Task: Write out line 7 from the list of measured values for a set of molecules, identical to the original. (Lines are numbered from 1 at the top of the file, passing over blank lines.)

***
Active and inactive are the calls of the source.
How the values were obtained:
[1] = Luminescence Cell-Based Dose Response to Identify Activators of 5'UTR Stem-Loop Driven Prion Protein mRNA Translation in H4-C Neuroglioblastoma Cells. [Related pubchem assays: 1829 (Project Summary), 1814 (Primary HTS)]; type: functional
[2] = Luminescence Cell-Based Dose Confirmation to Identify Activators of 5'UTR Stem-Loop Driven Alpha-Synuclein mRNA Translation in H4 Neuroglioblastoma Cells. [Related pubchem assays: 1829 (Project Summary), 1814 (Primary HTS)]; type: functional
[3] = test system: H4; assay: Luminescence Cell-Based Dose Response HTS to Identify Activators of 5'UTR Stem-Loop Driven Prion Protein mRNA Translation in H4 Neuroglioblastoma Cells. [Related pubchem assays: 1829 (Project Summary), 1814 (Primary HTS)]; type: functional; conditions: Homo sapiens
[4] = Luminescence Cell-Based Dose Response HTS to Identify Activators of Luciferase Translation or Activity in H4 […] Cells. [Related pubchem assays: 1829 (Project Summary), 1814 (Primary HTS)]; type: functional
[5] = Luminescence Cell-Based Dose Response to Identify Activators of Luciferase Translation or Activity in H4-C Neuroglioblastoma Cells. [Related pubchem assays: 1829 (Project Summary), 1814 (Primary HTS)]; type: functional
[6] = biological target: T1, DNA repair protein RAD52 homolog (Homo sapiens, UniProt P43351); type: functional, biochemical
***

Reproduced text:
[5] = Luminescence Cell-Based Dose Response to Identify Activators of Luciferase Translation or Activity in H4-C Neuroglioblastoma Cells. [Related pubchem assays: 1829 (Project Summary), 1814 (Primary HTS)]; type: functional